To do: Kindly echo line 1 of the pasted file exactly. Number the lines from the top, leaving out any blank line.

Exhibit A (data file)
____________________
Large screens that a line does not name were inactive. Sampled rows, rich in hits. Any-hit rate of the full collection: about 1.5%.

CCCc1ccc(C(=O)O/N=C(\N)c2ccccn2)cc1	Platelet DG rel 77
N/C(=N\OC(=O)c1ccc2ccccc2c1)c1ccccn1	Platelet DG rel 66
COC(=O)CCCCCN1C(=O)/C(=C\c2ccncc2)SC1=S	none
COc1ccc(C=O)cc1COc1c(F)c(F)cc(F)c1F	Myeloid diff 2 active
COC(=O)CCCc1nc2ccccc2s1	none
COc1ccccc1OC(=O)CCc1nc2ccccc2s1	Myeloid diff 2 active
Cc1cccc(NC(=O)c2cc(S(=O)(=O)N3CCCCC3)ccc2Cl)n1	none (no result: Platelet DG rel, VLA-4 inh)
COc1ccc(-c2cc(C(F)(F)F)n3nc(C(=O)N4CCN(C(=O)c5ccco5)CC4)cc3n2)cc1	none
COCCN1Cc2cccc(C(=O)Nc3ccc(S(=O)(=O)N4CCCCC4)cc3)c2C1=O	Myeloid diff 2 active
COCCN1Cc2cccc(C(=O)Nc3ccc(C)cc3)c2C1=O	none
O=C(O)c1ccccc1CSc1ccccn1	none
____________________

Large screens that a line does not name were inactive. Sampled rows, rich in hits. Any-hit rate of the full collection: about 1.5%.